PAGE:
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For example the plastic that one can attain from most hardware stores.

The heavier plastics that are less prone to tearing, and mainly used for construction. (like here)

What are some of pros and cons to this approach?

Which color would be more beneficial:

  • Clear
  • Black

Reasoning:

  • Cheapest most efficient way to keep several people dry if needed.

Are there any other issues that I might want to consider?

The length I am considering: 10ft x 25ft

Weight: 3.8lbs

With 60ft of 550 parachord.

Related: - Why do people who backpack sleep in tents instead of tarps? - What is the proper way to tarp tent to avoid condensation?

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    you intend to use this to sleep under? to put over your tent instead of the fly that came with it? To put up elsewhere in the campsite to have a dry place to cook/eat/hangout like my answer to outdoors.stackexchange.com/a/6090/163 ? – Kate Gregory Jul 18 '14 at 13:14
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    To sleep under. Your previous post is using a grommeted tarp, with woven polyethylene? – jmunsch Jul 18 '14 at 13:23
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    You're going to need grommets or loops to tie to. When you put it up, you have to put tension on it, and I'd worry that it would tear at that point. It also has to be able to stand a heavy wind without tearing. – Ben Crowell Jul 18 '14 at 14:09
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    Is the cost the only reason you're considering this idea? If so, then I think for just a little more money you could get a general purpose utility tarp and that would be far more durable. This kind of plastic wouldn't last more than a couple nights, that is, if it would even make it through one night without ripping or getting a hole in it somewhere. – manoftheson Jul 19 '14 at 0:50
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    I've used this stuff extensively for ground cover in the garden. I would venture 8 mil as a camping tarp and use a small round (not sharp!) rock to tie around. The 4 mil stuff is difficult to handle without tearing and I wouldn't bet on it. – intrepidhero Sep 22 at 2:11
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In my experience, even heavy plastics tear easily with wind. This from trying to use such plastics to cover cargo that I'm hauling with a truck. I think this would be the only thing that would deter me from using such a thing as a tarp.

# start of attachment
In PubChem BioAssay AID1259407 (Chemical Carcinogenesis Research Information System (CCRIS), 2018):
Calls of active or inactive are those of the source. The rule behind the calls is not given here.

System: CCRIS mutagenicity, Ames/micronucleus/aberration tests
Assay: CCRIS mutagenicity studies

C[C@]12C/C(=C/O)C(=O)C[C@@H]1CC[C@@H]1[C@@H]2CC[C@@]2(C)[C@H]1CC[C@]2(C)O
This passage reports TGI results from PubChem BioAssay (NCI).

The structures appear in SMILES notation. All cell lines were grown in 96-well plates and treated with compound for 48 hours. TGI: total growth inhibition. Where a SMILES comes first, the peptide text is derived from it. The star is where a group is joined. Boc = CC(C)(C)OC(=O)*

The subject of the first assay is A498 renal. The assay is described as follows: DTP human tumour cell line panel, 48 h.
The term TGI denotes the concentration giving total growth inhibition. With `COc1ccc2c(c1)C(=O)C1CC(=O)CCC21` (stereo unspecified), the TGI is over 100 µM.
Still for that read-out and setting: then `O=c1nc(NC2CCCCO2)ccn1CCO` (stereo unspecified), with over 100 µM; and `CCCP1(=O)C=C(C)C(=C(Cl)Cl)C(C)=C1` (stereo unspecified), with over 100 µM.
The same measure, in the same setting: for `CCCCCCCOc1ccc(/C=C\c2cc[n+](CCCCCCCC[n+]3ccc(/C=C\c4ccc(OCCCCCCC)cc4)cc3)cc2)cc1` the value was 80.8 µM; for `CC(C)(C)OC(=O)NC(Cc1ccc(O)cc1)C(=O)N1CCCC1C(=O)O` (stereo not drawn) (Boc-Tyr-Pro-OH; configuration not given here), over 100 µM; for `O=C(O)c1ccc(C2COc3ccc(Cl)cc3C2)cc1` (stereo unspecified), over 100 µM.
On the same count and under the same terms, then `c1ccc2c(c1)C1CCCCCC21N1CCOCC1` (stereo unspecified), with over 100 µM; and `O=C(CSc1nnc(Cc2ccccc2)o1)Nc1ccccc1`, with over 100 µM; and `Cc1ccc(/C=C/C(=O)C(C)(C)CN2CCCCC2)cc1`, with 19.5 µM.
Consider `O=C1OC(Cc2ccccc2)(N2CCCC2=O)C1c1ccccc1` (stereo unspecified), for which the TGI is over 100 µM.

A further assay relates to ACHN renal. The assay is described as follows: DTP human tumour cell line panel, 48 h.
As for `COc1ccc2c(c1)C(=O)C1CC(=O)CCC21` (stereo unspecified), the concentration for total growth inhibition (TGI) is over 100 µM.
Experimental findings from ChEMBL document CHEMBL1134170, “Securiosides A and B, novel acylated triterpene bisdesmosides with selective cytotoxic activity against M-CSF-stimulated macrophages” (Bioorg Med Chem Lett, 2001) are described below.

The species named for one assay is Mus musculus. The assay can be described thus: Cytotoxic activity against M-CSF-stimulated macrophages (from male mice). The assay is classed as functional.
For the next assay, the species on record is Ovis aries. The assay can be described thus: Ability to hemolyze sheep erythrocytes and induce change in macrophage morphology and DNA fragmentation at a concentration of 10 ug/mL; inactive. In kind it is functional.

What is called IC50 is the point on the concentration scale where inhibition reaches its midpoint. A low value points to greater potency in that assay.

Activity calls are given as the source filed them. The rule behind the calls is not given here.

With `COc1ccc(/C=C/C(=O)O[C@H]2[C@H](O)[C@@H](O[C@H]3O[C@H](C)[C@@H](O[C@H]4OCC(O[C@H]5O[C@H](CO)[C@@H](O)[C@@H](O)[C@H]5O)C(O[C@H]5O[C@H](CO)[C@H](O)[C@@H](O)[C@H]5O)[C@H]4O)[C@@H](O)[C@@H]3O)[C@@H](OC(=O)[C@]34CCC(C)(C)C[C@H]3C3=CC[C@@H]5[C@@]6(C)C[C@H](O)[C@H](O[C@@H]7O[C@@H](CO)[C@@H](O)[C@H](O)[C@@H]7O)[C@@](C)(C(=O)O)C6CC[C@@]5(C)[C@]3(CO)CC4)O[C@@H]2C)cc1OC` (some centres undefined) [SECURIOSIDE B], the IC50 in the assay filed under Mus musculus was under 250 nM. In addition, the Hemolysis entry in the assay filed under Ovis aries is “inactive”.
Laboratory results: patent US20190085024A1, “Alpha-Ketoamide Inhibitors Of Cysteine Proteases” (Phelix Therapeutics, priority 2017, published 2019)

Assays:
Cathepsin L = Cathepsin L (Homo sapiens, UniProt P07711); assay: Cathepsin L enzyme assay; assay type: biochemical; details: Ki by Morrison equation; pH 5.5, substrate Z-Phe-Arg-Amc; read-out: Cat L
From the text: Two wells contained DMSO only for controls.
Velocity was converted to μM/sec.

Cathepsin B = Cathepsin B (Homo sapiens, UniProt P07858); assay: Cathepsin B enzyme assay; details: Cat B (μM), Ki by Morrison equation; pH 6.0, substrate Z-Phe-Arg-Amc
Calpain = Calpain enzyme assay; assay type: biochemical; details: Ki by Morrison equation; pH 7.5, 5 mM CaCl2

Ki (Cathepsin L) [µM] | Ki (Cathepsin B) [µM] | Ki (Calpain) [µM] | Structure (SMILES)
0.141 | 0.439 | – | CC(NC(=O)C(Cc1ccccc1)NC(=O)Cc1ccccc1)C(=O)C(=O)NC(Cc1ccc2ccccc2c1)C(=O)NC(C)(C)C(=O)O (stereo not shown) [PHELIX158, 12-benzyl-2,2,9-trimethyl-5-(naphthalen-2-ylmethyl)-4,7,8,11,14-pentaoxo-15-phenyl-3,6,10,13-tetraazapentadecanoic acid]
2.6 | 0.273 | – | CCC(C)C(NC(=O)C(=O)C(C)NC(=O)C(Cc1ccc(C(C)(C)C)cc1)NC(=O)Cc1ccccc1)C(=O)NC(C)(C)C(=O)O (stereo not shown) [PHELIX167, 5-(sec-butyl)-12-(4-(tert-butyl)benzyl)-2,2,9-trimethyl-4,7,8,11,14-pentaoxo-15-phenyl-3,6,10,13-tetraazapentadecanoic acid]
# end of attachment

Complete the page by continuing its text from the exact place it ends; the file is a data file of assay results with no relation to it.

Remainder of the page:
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This is my favorite clear plastic tent. I saw one of these at a distance, but could not get close to it to see the details of its construction:

http://www.toxel.com/tech/2010/11/20/transparent-camping-tent/

I am planning to try to make one of these for myself using heavy crystal clear pvc film and sewing it with an industrial sewing machine. To keep it inflated, I plan to use a small battery operated blower.

It would be really cool to be inside one of these during a rainstorm! I would be cozy and dry, yet outside in the rain!

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  • I seriously doubt how well this would work in any significant amount of wind. Interesting idea but seems impractical for a portable installation. – nhinkle Apr 4 '15 at 7:21
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enter image description hereenter image description here!

Made this tarp shelter using duct tape and clear shower curtains it should hold up to anything but hurricane strength winds

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There are a bunch of questions you need to think of, and the final answer will depend on all these various factors...

How long do you want your tarp to hold up?
Is it simply for a single-use construction to keep some folks dry during an outdoor party? Is it a permanent cover that will stay (and have to hold up) for months or even years? --> Cheap plastic might work in the short term but will deteriorate quickly, especially if you don't invest in UV-resistant product.

What winds are you building this for?
How sheltered is the tarped location? Does it have to hold up during high winds? --> The more wind forces you expect the higher your need for a proper sturdy tarp.

Once-off or repeated setup?
Do you set this up once and then leave it in place, or do you plan do use this as an easy shelter to take with you on camping trips? --> If you want to re-use your tarp you'll be happy to have a good sturdy tarp with nice grommets/loops to help you set up. If it's just a once-off thing you can work around the lack of grommets with various tricks (e.g. using a stone to tie your rope around).

Will there be snow loaded on the tarp?
If you expect snow loads you'll need a sturdier overall construction.

Do you want shade or simply rain-protection
--> Obviously if you want shade then don't pick a transparent tarp/plastic, but a darker colour. Take care that if there is not good ventilation beneath then a dark tarp / tent will heat up the air below it quite considerably...

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